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|LETTER TO EDITOR
|Year : 2021 | Volume
| Issue : 4 | Page : 1074-1075
Scrub Typhus Presenting with Hemiparesis: Case Report of a Rare Manifestation
Syed F Abbas, Ahmad Ozair, Vivek Kumar, D Himanshu
Department of Medicine, King George's Medical University, Lucknow, Uttar Pradesh, India
|Date of Submission||16-Sep-2019|
|Date of Decision||10-Jul-2020|
|Date of Acceptance||17-Sep-2020|
|Date of Web Publication||2-Sep-2021|
Faculty of Medicine, King Georgefs Medical University, Lucknow, Uttar Pradesh
Source of Support: None, Conflict of Interest: None
|How to cite this article:|
Abbas SF, Ozair A, Kumar V, Himanshu D. Scrub Typhus Presenting with Hemiparesis: Case Report of a Rare Manifestation. Neurol India 2021;69:1074-5
We here present a case of scrub typhus (ST) manifesting with hemiparesis, which, to the best of our knowledge, has been reported few times prior. ST typically presents with headache, fever, cough, dyspnoea, and/or gastrointestinal symptoms., Early treatment ensures swift improvement. However, this common cause of febrile illness is often overlooked, even in endemic regions. This is due to a nonspecific presentation, low index of suspicion, and lack of diagnostic facilities., Even our institution, an apex public referral center of northern India, lacked affordable testing a decade ago. After testing began, a significant number of cases, which would have previously been labeled as “fever of unknown origin,” were found to be of ST and confirmed by response to doxycycline.
A 75-year-old male presented with acute-onset altered sensorium and left-sided hemiparesis, with a week's history of fever, productive cough, and breathlessness. While hemodynamically stable, he had bilateral crepitations with Glasgow Coma Scale of E4V3M4. There were bilateral flexor plantar responses, normal reflexes, absent neck rigidity, and no other neurological deficits. Other systems were unremarkable.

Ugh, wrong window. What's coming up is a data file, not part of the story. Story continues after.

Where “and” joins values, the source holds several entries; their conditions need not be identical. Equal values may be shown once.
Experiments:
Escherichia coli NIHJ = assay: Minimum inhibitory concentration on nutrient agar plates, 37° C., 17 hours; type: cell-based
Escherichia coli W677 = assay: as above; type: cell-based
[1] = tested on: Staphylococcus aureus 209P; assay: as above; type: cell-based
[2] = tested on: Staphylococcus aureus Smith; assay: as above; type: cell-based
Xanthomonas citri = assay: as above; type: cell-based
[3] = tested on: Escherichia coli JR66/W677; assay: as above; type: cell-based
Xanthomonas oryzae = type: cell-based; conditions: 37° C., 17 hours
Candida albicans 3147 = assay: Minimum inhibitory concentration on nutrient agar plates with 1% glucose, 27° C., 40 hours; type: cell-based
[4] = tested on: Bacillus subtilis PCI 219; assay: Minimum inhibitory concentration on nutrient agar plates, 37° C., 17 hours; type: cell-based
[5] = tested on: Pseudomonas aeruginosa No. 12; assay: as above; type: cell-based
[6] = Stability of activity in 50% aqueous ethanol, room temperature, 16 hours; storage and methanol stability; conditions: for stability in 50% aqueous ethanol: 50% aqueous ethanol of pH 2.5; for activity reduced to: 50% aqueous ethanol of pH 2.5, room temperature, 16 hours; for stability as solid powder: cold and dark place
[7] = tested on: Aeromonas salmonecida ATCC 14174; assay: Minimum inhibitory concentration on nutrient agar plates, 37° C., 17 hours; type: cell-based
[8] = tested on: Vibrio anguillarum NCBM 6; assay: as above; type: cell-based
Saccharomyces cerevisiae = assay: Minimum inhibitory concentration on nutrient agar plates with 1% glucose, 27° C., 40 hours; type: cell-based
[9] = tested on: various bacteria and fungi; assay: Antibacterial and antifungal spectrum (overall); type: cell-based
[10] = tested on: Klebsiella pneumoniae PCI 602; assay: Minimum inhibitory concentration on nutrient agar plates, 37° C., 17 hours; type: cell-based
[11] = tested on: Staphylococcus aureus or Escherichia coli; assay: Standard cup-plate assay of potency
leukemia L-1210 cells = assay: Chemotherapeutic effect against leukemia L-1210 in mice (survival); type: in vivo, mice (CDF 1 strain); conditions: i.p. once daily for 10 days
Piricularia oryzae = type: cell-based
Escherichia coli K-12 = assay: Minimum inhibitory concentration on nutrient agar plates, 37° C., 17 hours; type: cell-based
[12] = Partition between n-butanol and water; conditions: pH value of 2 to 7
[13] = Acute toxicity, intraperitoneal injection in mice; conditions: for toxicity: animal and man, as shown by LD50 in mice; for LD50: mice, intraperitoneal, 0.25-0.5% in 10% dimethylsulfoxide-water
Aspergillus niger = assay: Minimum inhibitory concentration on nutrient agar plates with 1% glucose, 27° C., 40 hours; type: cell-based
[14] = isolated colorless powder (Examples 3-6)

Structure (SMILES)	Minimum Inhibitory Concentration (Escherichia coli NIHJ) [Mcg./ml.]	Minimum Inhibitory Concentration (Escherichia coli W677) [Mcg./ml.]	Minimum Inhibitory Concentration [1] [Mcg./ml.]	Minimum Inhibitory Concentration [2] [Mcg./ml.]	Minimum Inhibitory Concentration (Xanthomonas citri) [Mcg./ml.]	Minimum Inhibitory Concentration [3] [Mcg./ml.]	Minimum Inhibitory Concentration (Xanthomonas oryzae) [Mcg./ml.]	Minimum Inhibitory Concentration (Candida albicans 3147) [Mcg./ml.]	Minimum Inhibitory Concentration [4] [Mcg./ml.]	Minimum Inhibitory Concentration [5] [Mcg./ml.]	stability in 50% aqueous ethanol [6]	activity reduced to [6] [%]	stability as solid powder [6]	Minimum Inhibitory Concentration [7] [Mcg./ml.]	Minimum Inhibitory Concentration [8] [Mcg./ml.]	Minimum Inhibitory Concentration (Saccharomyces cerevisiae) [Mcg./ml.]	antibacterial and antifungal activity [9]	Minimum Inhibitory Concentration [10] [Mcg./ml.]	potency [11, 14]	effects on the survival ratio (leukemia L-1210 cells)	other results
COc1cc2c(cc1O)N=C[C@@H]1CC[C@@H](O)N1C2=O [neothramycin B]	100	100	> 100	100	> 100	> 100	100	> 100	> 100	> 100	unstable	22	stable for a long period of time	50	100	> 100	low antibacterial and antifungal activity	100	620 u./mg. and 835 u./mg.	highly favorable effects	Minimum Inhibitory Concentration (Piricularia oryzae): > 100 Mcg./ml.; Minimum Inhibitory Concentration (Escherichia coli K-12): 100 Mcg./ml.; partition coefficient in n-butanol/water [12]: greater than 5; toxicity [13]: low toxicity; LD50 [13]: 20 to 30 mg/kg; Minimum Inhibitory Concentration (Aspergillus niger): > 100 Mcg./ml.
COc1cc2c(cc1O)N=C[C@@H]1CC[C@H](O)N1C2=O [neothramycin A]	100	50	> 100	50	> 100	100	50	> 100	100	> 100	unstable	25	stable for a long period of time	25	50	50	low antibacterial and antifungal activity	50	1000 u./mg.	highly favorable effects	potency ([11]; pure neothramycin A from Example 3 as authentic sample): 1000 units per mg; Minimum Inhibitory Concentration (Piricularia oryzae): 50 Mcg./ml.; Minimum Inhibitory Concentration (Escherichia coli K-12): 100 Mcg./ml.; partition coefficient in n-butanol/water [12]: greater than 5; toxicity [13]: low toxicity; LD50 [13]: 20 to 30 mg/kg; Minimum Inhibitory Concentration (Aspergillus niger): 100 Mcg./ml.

Initial investigations revealed leukocytosis, thrombocytopenia, stage-1 acute kidney injury, raised serum transaminases, and alkaline phosphatase. No derangements were present in serum electrolytes, bilirubin, albumin, and glucose. Cerebrospinal fluid (CSF) had protein 110 mg/dL, normal glucose (corresponding to plasma glucose), leucocyte count 30/mm3 with pleocytosis, and adenosine deaminase (ADA) 14.2 IU/L, raising suspicion of tubercular meningitis. CSF serology for dengue, Japanese encephalitis, Chikungunya, Herpes-Simplex virus, and India-Ink staining were all negative.
While conservative in-patient management continued, brain MRI revealed meningoencephalitis and diffusion restriction [Figure 1]. Anti-ST IgM antibodies by ELISA were positive, endorsing a diagnosis of ST as per Indian Council of Medical Research guidelines. Doxycycline administration resulted in rapid improvement.
|Figure 1: (a-c) Restricted diffusion on the right-sided temporo-parieto-occipital cortex on diffusion-weighted imaging, suggestive of encephalitis (arrows). (d and e) Leptomeningeal enhancement on an axial section of contrast-enhanced brain MRI, suggestive of meningitis (arrows)|
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The patient was discharged within a week, with normal renal and hepatic function. Follow-up revealed complete resolution without functional deficits.
This is one of the rare reported cases in literature of ST presenting with hemiparesis, which was secondary to either stroke. We have also seen ST paradoxically present as isolated lateral rectus palsy and intracerebral hemorrhage., Because ST can manifest with multiorgan dysfunction and/or death in cases of therapeutic delay, early diagnosis is critical.,
ST-induced meningitis or meningoencephalitis is reported in 14–83% of cases, with differential diagnoses being tubercular meningitis and cerebral malaria. CSF analysis, especially ADA levels and anti-ST IgM testing, is crucial in a nation where above etiologies are endemic.,
To conclude, serological testing for ST urgently needs to be made widely available pan-India.
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Conflicts of interest
There are no conflicts of interest.
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